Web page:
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ARTICLE | January 20, 2021
Nonprofits typically manage large volumes of information, but often do not leverage that data to its full potential for greater efficiency and decision-making. Disparate tools, disconnected systems, and manual data collection and management strategies can limit effectiveness for many organizations. However, making adjustments to processes and tools can help significantly improve program efforts, enhance contact with constituents and increase focus on mission initiatives.
All organizations are on different stages of the maturity continuum. This continuum demonstrates organizations’ evolution from a grass-roots startup of energized volunteers all the way to an optimized operation of professionals with defined processes and integrated technology.
However, no matter where an organization is on that continuum, the amount and nature of information that every nonprofit must manage are significant. In fact, multiple types of data must be collected and stored within every organization, such as:
- Grants management: Internal approvals, external approvals, necessary guidelines to obtain a grant, reporting for the grantor to document the effective and compliant application of funding
- Donor and gift management: Donor data, whether gifts came from a drive or the website, how often donations are solicited, how much donors are giving, whether gifts are lump sum or in installments, how engaged donors are and how best to develop further engagement
- Volunteer management: How much time volunteers spend at the facility, what they are doing, what their interests are, documentation of availability and needs, how to deepen and enhance their connection with the organization
These are just examples, as each nonprofit organization is different and has unique data demands. However, the data flow within organizations continues to grow, and many strategies and tools may be outdated or not fully optimized. Additionally, the nonprofit industry continues to evolve and becomes more competitive for resources, which makes the ability to effectively use data and information in advancement of the mission is increasingly important and complex.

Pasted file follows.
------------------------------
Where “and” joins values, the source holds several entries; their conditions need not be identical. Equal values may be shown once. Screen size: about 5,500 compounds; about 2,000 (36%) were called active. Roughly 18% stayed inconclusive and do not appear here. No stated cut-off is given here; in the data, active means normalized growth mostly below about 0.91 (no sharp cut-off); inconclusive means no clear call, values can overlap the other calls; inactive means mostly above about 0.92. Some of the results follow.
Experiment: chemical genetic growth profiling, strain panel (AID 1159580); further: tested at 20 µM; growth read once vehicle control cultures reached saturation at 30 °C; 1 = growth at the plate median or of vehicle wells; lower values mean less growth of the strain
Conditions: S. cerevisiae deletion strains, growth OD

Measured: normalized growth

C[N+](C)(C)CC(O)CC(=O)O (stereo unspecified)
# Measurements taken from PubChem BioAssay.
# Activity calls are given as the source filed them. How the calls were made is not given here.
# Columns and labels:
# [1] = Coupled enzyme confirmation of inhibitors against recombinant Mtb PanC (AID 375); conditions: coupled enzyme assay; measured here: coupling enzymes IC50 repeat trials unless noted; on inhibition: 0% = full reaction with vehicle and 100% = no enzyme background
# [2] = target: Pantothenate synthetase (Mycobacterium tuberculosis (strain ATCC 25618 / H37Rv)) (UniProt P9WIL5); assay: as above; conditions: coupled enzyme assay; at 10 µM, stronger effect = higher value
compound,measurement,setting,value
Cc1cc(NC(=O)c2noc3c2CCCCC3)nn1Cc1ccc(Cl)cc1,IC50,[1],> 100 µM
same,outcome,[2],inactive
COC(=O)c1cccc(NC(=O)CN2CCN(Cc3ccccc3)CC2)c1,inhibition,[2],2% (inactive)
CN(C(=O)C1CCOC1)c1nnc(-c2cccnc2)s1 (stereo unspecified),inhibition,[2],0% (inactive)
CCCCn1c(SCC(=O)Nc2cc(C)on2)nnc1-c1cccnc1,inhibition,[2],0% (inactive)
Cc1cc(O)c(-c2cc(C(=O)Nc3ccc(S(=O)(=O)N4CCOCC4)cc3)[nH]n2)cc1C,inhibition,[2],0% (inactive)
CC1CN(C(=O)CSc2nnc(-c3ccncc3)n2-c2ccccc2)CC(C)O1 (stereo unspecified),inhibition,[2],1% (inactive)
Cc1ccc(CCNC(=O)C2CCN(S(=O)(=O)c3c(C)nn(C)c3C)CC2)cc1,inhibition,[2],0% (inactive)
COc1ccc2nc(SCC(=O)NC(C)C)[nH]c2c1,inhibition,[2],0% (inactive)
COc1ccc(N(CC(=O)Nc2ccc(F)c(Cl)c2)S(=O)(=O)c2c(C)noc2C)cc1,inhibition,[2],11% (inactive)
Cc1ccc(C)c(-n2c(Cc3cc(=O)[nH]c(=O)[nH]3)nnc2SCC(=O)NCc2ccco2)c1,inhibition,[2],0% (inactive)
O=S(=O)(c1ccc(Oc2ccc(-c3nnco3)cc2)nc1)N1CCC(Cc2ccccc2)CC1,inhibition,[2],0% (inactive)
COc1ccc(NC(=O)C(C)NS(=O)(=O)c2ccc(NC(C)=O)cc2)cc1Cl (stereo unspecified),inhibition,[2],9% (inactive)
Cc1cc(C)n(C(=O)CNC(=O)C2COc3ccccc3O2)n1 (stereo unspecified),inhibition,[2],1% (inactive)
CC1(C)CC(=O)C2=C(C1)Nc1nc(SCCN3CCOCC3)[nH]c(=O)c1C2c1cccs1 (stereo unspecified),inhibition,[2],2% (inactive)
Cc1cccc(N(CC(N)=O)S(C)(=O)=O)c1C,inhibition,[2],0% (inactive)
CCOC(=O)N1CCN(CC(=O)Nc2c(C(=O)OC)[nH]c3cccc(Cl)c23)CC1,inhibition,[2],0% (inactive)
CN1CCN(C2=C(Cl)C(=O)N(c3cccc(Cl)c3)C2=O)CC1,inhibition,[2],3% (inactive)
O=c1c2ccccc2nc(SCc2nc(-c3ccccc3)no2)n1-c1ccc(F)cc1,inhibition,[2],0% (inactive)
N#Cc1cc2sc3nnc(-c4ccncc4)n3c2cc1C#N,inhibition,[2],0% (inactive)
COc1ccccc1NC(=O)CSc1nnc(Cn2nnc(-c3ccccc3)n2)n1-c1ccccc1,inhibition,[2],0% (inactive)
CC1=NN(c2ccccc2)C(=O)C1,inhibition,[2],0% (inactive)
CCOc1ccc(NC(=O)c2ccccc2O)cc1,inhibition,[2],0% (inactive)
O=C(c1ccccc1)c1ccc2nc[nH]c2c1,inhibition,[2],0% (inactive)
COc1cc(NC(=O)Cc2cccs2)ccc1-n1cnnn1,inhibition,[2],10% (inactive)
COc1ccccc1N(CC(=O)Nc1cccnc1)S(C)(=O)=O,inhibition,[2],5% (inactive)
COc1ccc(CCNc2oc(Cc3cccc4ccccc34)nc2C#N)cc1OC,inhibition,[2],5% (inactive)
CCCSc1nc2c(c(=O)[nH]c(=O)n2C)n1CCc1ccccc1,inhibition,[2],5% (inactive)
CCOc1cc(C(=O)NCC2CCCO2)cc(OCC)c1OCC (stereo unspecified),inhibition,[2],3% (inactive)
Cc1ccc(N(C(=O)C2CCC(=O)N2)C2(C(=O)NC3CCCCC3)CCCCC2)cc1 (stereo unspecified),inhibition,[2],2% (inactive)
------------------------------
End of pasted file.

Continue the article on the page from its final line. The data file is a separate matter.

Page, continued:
For greater efficiency, many nonprofits are transitioning to manage their data more like for-profit businesses. Currently, many organizations are using multiple systems and manual processes that are not in alignment with each other.
For example, an organization can have a volunteer who comes in regularly and is invested in the mission, but that person is never asked for a donation because those two data sources are managed independently, and no analytics are in place to connect the dots. When we expand this specific example across an entire organization or across broader process areas, the missed opportunities are significant.
Evaluating, integrating, and optimizing current data systems and strategies can have big benefits. An effective strategy can be a vehicle to find new donors, become more effective with marketing campaigns and streamline required reporting to focus energy on mission-related efforts.
Before implementing a new data strategy, your organization should take a step back and determine your end goals. Focus on what you want to accomplish, and be specific—“increase average grant size by at least 15 percent” is a much more measurable goal than “do better at managing our grants.”
Begin with the end in mind and work backward to determine what it means to reach those goals. From there, you can identify the components that can help you reach your desired outcome. Setting that standard is important, as many organizations (especially those with multiple locations and in multiple geographies) struggle to define exactly what needs to be measured, and sometimes even to clearly define and communicate what “success” looks like in the first place.